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Tag: South Carolina

The content below has been tagged with the term “South Carolina.”

Articles

A man wearing a yellow hard hat and firefighting gear

On the front lines

July 27, 2018 | 7 minute readAustin Griffin and Stephen McGuin are training to become wildland firefighters, an odd career choice given their unusual, at-times troubled backgrounds. Yet they’re perfect fits for a still-new training program crafted by The Nature Conservancy (TNC) to put a diverse and economically disadvantaged cadre of young men and women on the front firefighting lines. Learn more...

Stephen McGuin. Photo by Nicole Vidal, USFWS.

Veterans carry their hog through a swamp.

Hog heaven

March 28, 2018 | 3 minute readFeral pigs are widely considered a nuisance species. The wild hogs cause an estimated $1.5 billion in property damage every year all over the United States on both public and private lands, according to the Mississippi State University Center for Resolving Human-Wildlife Conflicts. They are an invasive species that can disrupt entire food chains. “They’re really bad for the ecosystem,” said Craig Sasser, refuge manager at Waccamaw National Wildlife Refuge in South Carolina. Learn more...

Two wounded warriors and a volunteer, accompanied by a cameraman, carry a feral pig through the swamp at Waccamaw National Wildlife Refuge. Photo by SOWW.

Two dozen primary school students gather around an instructor and a small fire.

Wood Magic happens at Sewee Visitor Center

December 21, 2017 | 2 minute readHave you ever wondered how paper is made from trees? Do you know why it’s important to recycle paper? Do you know that when a log is cut at the saw mill everything is used to make different wood products? Why do foresters use prescribed burning for forested areas? What are some gifts from the forest? Just ask South Carolina a fifth graders who attended the Wood Magic Forest Fair at the the Service’s Sewee Visitor and Environmental Education Center in Awendaw, South Carolina in November. Learn more...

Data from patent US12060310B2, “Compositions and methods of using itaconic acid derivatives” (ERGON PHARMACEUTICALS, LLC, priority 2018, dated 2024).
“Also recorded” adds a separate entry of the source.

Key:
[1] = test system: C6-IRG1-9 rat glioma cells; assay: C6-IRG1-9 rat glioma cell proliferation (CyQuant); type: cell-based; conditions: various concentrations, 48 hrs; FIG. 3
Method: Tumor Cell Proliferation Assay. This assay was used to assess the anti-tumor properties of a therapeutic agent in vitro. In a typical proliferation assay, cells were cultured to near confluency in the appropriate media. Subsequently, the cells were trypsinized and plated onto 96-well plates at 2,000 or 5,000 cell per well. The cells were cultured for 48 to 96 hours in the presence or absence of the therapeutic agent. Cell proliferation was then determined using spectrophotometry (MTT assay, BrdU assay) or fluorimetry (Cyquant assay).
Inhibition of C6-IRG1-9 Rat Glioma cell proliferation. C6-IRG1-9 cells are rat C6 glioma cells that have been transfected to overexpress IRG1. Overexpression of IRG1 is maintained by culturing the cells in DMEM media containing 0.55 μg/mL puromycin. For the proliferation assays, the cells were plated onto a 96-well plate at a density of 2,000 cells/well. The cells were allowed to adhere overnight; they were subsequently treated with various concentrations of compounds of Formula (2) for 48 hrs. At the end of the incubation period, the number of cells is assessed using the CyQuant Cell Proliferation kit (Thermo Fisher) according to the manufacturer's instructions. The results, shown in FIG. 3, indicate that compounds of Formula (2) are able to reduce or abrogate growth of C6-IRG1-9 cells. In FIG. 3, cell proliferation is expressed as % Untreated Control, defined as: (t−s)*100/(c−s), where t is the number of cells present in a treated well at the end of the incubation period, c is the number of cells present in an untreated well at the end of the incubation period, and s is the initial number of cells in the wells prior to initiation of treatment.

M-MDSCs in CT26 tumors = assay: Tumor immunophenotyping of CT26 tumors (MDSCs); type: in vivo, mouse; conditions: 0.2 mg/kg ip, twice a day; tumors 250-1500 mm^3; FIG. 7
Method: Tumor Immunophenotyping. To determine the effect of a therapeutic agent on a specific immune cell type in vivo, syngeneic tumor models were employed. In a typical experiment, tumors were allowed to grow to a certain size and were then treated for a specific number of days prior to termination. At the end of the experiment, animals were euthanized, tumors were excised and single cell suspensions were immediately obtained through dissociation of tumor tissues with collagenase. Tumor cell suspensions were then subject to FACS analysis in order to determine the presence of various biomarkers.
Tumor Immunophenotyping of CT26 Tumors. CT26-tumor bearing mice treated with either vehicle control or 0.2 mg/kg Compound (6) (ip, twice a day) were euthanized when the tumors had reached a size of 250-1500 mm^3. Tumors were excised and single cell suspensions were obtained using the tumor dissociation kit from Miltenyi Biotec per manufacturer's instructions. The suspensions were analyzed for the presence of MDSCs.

Describing the benefits of prescribed fire. Photo by Durwin Carter, USFWS.

A small green plant growing in a sand dune with bright red/pink stems.

From Massachusetts to South Carolina, recovering seabeach amaranth

December 7, 2017 | 6 minute readThis is a story about people, places and a plant — but it’s more than just that. This is a story about faith in a tiny little seed and the huge potential for recovering a threatened species. First things first — the plant Most people have probably never heard of seabeach amaranth, but for such an obscure little dune plant, it bears a mighty burden. This low-growing annual colonizes newly disturbed habitats such as over-wash areas at the end of barrier islands and flat, low-lying areas along the foremost dunes. Learn more...

Seabeach amaranth at Onslow Beach, Camp Lejeune, NC. Photo by Lilibeth Serrano, USFWS.

A woodpecker perched on a tree with a bug in its mouth

The woodpecker’s journey

November 20, 2017 | 9 minute readIt was getting dark. A light rain fell. Distant thunder rolled across the steamy, late-summer sky. The hunters were apprehensive. Their prey: endangered red-cockaded woodpeckers. Learn more...

A red-cockaded woodpecker has dinner outside its nesting cavity. Photo by USFWS.

A building built on steel footings ready for hurricane force winds.

Service facilities built to withstand nature’s worst